But what makes the '83 draft impressive is that even after calling out the Hall of Famers and big-name first-round picks, there are more than a dozen other notables who appear in later rounds:

Round 2: Ellard; Craig; Leonard Marshall; Darryl Talley
Round 3: Albert Lewis; Dave Duerson; Charles Mann
Round 4: Tom Thayer; Greg Townsend
Round 5: Riki Ellison
Round 6: Reggie Roby; Babe Laufenberg
Round 8: Dent; Clayton; Mark Bortz
Round 10: Tim Krumrie; Mervyn Fernandez
Round 11: Jesse Sapolu
Round 12: Karl Mecklenburg

Mecklenburg nearly went undrafted in 1983 before the Broncos got him in the 12th and final round. "For a late-rounder, Karl went on to have a really outstanding career as a player with the Denver Broncos," said John Beake, the Broncos' general manager in 1983. Mecklenburg played in six Pro Bowls for the Broncos and surely stands as one of Beake's best late-round gems. "I would say that Karl would have to rank up there," he said.

On the sideline

While Darrell Green, Bruce Matthews and long snapper Trey Junkin were playing in the NFL up until last season, there are a few class of '83 members who are still making an impact in the league.

For instance, eighth-round pick Gary Kubiak was merely a backup most of his career to John Elway in Denver but he still pays dividends to the Broncos as their offensive coordinator.

The Steelers, who did not have a particularly great draft in 1983, nevertheless have benefited in the long run. Pittsburgh offensive coordinator Mike Mularkey was a ninth-round pick of the 49ers. Pittsburgh defensive coordinator Tim Lewis was a first-round pick of the Packers.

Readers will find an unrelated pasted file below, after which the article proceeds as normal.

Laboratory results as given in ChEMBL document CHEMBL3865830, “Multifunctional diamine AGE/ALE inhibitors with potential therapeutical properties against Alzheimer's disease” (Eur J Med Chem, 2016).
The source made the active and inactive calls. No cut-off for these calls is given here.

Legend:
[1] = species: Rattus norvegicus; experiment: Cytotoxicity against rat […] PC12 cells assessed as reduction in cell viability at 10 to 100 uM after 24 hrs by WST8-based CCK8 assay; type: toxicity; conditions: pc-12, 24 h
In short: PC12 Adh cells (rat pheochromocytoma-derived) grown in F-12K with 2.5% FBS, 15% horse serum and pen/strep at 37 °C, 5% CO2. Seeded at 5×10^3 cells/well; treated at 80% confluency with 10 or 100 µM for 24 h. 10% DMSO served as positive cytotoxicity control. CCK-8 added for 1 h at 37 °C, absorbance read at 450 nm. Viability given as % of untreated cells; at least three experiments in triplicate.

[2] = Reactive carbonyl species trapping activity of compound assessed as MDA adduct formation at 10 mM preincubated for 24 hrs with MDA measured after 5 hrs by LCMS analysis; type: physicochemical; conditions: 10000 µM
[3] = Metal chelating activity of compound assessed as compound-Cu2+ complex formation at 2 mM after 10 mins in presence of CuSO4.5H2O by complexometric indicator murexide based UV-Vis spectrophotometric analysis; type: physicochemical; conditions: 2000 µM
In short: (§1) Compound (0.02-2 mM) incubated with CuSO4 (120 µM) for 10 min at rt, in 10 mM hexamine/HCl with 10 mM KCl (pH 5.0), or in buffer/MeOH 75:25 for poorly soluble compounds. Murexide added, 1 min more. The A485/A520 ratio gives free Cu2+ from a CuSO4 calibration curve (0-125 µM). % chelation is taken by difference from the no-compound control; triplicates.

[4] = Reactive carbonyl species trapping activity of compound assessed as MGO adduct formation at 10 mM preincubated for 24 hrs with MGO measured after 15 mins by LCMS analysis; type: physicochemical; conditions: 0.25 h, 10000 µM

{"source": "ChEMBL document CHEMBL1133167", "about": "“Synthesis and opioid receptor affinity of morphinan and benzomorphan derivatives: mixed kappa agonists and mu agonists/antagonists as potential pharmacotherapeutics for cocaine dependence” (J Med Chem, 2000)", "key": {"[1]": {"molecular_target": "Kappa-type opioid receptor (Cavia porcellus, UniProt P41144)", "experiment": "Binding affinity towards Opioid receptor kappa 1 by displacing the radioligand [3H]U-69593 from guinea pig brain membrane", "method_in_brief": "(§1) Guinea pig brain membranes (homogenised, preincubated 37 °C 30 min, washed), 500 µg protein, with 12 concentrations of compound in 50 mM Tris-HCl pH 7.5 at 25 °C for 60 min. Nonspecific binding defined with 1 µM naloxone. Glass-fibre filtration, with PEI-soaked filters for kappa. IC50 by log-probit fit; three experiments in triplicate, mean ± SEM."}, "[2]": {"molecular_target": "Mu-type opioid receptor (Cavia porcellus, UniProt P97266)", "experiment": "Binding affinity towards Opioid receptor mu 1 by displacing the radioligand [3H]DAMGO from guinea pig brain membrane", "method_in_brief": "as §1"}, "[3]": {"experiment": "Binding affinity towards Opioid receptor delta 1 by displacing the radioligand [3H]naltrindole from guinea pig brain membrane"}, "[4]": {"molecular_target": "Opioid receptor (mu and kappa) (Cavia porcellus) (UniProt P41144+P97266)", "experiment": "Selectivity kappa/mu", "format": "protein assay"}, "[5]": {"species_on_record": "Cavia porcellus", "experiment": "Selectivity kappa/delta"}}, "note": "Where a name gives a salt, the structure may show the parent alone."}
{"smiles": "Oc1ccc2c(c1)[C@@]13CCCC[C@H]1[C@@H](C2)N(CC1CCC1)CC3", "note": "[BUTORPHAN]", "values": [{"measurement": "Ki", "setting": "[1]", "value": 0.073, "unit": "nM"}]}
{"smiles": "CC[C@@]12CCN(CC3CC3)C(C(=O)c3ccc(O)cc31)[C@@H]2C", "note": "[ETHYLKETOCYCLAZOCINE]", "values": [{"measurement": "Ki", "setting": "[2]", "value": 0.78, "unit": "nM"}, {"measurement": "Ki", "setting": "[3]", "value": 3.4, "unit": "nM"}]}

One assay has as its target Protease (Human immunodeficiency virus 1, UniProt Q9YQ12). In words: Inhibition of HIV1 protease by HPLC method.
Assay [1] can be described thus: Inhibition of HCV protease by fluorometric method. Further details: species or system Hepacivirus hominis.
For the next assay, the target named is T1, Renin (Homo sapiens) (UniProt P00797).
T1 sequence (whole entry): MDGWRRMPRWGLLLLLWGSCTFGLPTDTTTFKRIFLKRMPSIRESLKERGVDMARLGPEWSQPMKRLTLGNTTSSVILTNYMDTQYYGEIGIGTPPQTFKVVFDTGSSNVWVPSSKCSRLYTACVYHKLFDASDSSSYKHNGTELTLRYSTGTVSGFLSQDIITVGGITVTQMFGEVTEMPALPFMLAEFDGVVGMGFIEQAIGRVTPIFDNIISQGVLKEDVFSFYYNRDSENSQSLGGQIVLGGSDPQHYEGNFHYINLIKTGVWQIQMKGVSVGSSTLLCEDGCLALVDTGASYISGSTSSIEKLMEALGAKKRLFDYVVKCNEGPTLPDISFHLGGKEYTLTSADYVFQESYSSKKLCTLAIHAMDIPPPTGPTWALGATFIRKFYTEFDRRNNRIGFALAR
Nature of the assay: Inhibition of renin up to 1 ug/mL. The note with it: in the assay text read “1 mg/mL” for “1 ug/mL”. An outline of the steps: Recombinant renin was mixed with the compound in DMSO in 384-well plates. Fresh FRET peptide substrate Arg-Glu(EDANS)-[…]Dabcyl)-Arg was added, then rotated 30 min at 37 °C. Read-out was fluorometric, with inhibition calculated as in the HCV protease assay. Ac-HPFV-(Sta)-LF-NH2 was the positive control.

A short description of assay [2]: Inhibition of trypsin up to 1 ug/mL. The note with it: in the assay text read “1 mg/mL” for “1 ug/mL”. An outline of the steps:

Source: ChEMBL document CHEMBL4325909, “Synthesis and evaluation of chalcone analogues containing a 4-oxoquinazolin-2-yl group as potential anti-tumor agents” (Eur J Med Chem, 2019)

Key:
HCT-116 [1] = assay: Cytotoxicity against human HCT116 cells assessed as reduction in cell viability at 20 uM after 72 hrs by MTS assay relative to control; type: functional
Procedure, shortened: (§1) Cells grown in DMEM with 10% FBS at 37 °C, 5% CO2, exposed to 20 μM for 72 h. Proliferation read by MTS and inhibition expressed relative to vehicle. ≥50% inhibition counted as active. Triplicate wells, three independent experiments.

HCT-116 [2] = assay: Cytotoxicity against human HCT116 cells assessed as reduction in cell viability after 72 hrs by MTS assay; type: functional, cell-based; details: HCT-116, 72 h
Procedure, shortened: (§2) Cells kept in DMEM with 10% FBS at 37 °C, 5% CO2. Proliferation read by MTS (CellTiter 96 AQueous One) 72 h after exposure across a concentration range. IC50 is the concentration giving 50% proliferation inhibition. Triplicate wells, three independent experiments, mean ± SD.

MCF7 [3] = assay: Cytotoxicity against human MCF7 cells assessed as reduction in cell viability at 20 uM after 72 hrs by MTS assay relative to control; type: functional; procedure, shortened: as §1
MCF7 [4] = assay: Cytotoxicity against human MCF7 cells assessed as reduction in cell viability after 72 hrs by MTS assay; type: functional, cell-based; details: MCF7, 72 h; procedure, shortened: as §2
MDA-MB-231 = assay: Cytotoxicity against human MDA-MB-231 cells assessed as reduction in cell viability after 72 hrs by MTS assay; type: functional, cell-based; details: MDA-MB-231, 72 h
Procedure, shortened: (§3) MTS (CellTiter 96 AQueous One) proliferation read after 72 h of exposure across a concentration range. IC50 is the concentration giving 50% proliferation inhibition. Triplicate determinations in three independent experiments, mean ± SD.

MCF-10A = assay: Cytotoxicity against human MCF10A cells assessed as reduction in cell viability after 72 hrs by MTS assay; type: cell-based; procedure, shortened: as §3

Of course, Beake also played a role in what he understandably calls "the greatest trade in the history of the NFL." Elway, the top overall pick by the Colts, was threatening to pursue a pro baseball career unless the Colts traded him. A week after the draft, the Colts traded Elway to the Broncos in exchange for Denver's first-round pick -- offensive tackle Chris Hinton -- a first-rounder in 1984 and quarterback Mark Herrmann.

"That trade goes down as what solidified the Denver Broncos," said Beake, now an executive in the league office. "To have a quarterback and leader with the skill and ability of John Elway, to take the Denver Broncos to five Super Bowls and win two of them."

Twenty years after the fact, Accorsi has no regrets about drafting Elway despite the quarterback's warning that he wouldn't play for the Colts. "I was entrusted with the legacy of the franchise," Accorsi explained. "I simply picked the best player in the country. If the Baltimore franchise was good enough for John Unitas , the greatest quarterback in the history of the league, it was good enough for John Elway."

Accorsi said he was willing to force Elway's hand on the baseball threat, but it was then-owner Bob Irsay who orchestrated the trade to Denver. "I would never have traded him," Accorsi said.  "I would have waited until the next draft if need be and found out how good a baseball player he was."

It's impossible to say what might have happened had Elway not been traded. But with 20 years of hindsight, there is no denying he was part of a historic draft class.

Give it another five years, and we'll see how the class of 2003 stacks up against it.